A disease caused by TSV was first described from Ecuador in the early 1990s. Lightner [64] and Lightner [65] reported that the disease outbreaks caused catastrophic losses with cumulative mortality rates of 60 to >90% in pond-cultured shrimp. The principal host species for TSV are the P. vannamei and the P. stylirostris, and it has been documented in all life stages (i.e., post-larvae, juvenile, adults) of P. vannamei except in eggs, zygote, and larvae [66]. TSV is a particularly virulent pathogen of P. vannamei, and it can infect several other shrimp species including P. monodon, P. aztecus, P. duorarum, Litopenaeus setiferus, L. stylirostris, Marsupenaeus jaiponicus, Macrobrachium rosenbergii, Metapenaeus ensis, Fenneropenaeus chinensis, and L. schmitti [61].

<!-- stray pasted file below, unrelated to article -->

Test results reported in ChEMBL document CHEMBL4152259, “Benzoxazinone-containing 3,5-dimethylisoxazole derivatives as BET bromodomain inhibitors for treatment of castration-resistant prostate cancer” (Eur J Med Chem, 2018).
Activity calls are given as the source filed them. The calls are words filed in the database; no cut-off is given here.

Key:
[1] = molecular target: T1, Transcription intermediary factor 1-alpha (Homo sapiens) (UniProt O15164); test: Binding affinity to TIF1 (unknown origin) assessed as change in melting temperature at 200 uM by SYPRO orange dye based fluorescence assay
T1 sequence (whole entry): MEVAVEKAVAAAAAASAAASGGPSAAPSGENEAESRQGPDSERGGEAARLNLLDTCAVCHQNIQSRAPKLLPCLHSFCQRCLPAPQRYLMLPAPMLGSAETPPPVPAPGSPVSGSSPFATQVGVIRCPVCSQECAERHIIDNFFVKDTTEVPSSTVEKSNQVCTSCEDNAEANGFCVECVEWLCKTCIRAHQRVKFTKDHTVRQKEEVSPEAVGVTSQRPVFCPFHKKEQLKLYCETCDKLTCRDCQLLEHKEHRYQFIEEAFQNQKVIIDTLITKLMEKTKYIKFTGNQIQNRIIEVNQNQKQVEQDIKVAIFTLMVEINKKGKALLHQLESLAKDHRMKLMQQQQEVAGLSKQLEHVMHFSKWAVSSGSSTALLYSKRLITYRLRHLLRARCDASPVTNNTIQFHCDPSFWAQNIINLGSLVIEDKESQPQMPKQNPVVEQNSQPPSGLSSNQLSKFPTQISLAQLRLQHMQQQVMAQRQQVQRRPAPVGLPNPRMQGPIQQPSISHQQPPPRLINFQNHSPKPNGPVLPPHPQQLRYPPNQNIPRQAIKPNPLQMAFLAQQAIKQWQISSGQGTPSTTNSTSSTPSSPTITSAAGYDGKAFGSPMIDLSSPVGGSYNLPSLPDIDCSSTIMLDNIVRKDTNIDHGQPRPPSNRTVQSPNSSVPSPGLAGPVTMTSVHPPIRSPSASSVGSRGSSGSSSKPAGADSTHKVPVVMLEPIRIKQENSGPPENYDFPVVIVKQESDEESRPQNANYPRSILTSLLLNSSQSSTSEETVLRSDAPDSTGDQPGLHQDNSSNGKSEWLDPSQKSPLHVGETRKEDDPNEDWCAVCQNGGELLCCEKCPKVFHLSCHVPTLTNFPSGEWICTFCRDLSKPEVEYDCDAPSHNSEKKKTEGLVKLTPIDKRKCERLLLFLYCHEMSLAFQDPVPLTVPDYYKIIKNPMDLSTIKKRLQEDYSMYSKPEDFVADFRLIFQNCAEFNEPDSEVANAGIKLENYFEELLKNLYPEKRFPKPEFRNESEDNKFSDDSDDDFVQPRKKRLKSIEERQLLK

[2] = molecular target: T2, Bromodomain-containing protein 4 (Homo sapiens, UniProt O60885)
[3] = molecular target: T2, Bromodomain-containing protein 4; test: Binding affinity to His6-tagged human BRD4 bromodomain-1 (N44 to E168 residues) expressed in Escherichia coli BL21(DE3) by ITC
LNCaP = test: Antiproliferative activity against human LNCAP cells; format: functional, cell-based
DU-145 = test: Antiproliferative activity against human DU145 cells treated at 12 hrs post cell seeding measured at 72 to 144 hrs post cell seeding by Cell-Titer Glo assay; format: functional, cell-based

According to Wertheim et al. [67], TSV is now widely distributed in the shrimp-farming regions of the Americas, Southeast Asia, and the Middle East. Additionally, evidence showed that TSV is present in natural populations of P. vannamei in Central America such as Mexico and Ecuador and may be elsewhere [6668]. The international trade of live shrimp resulted in a rapid spread of TSV in the Americas and Asia [69]. TSV was introduced to Asia in 1998 by careless importation of shrimp stocks for aquaculture but has not been reported to cause problems with local crustacean species [70]. Recently, Thitamadee et al. [71] reported TSV has become innocuous due to the widespread use of highly tolerant specific-pathogen-free (SPF) stocks of P. vannamei that dominate production.